WIth the impending release of the Coen Brothers remake of True Grit (starring Jeff Bridges, Matt Damon and Hailee Steinfeld), it seemed like a good time to go back and watch the original 1969 True Grit, directed by Henry Hathaway and starring John Wayne, Kim Darby and Glen Campbell.
The wrinkle: I am not a fan of John Wayne and find that he played the same gruff bully in just about every film I’ve seen of his. Further, while I always think that I should like Westerns, with their stark morality and simplistic stories, I can’t say it’s one of my favorite genres. Still, I think that to appreciate a remake it’s important to be familiar with the original work, and so I slipped the Academy Award winning film into the DVD player and pushed play.
To my surprise, I really liked the story, the actors, and the film.
True Grit is about teen Mattie Ross (an appealing, tough Kim Darby) who is determined to see justice for the murder of her father by ne’er do well ranch hand Tom Chaney (Jeff Corey). When the sheriff proves unwilling to venture into Indian territory to pursue him, she hires tough-as-nails marshall Rooster Cogburn (John Wayne) to track him down and bring him back for justice. Texas Ranger La Boeuf (Glen Campbell) tags along with his own motives: he’s been promised a lucrative reward for bringing Chaney to justice for an earlier crime back in Texas.
The three of them make an unlikely band of bounty hunters, and when they find that Chaney has taken up with the Pepper gang (Robert Duvall in an early role), the situation gets considerably more tense: Chaney’s a simpleton but Pepper is wily and well aware of the dangers and opportunities that the Indian territory presents. Also keep an eye out for Dennis Hopper as the gawky outlaw Moon.
What most appealed to me about True Grit was that the characters were believable and sympathetic, even as each wrestled with their own demons and limitations. In particular, Darby is a standout as the tough, logical and mature girl Mattie, who stands down ruffians and shows no fear, at least outward. It’s also clear why Wayne won the Academy for Best Actor for his role in this film: he’s brilliant as the rough, aggressive, antisocial Cogburn who gradually warms up to Mattie and becomes her champion on the quest for justice.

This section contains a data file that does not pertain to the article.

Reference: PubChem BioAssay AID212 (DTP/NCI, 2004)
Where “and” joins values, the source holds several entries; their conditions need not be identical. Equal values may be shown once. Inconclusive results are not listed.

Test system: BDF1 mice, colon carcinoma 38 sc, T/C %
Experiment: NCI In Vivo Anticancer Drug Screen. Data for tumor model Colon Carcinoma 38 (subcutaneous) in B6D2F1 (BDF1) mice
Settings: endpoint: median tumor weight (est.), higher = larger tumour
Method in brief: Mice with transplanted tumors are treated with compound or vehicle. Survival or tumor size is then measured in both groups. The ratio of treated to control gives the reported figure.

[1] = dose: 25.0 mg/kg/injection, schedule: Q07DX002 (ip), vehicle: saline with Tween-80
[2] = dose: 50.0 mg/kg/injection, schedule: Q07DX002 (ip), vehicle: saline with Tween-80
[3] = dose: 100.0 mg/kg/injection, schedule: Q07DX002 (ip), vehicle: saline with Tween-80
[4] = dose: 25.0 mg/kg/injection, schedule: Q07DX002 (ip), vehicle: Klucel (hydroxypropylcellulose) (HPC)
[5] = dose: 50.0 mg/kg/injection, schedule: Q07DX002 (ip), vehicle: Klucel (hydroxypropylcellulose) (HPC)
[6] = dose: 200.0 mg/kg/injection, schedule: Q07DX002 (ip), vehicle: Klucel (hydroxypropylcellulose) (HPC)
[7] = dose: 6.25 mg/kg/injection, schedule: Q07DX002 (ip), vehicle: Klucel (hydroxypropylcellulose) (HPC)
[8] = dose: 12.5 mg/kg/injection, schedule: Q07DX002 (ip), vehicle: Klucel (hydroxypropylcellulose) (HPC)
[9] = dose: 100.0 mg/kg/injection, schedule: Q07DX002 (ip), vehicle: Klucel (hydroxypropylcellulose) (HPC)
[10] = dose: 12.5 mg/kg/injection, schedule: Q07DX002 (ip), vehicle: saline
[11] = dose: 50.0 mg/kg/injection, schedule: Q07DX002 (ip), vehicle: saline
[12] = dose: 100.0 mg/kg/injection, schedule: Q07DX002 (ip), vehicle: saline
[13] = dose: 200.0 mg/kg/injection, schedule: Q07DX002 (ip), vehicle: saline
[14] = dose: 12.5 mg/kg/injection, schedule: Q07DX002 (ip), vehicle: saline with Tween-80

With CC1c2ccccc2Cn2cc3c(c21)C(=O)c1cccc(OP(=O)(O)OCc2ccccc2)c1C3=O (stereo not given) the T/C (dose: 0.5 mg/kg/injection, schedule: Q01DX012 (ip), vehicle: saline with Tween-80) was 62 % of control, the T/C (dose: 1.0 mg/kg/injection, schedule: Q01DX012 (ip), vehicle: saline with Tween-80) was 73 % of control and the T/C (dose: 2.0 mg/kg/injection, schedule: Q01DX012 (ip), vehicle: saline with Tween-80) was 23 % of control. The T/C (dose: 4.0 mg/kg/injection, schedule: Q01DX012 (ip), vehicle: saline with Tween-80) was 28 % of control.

If you haven’t seen the original True Grit, I’ll recommend it to you: it’s well worth a viewing, whether or not you’re planning on seeing the Coen Brothers remake. Now to catch some of John Wayne’s other works…
Wow, I feel the same way about Wayne, and have yet to see one of his films, in its entirety. Your review may actually sway me to add a John Wayne flick, or two, to my Netflix queue! Thanks!
Try “The Searchers,” in which Wayne plays a racist tracker whose seven-year mission to rescue a kidnapped white girl (a very young Natalie Wood) from Indians makes him confront his own demons. After shooting the film, John Ford remarked, “I didn’t know he could act!” He’s absolutely great in the film.
I am a devout John Wayne fan, so I was as drawn to True Grit as I was to any of his other films. Like you, Dave, I recommend to anyone planning on seeing the Coen Brother’s version see the 1969 edition first. It will make for a richer experience and, I think, add context.
Glad you are finding value in John Wayne movies, better late than never!
The reason why John Wayne movies endure is because, despite the violence, there are so life affirming.
If one looks at the subtext of “The Shootist,” it is the story of a dying man. In author Glendon Swarthout’s novel, “The Shootist” is gloom and doom. With the Duke’s involvement, “The Shootist” presents valuable life lessons to a new generation, symbolized by young Ronny Howard.